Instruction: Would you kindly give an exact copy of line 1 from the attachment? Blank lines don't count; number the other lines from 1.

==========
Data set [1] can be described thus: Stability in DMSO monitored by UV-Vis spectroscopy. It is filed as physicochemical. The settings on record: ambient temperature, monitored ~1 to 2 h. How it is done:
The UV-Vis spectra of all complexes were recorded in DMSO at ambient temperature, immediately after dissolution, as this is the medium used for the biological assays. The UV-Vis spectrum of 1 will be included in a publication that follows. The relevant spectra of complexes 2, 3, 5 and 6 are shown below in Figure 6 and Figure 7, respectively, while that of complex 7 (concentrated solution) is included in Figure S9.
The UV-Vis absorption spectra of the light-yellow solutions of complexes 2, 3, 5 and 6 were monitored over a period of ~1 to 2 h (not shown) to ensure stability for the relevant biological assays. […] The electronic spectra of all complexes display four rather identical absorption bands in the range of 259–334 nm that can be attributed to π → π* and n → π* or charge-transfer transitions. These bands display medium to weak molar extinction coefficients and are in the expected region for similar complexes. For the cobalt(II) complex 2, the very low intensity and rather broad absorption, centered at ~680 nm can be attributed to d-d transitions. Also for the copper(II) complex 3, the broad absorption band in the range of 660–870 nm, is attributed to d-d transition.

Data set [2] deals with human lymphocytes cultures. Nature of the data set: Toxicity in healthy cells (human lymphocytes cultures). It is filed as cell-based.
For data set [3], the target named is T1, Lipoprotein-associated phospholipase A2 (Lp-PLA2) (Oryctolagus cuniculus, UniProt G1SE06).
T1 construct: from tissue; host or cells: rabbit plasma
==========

Data set [1] can be described thus: Stability in DMSO monitored by UV-Vis spectroscopy. It is filed as physicochemical. The settings on record: ambient temperature, monitored ~1 to 2 h. How it is done: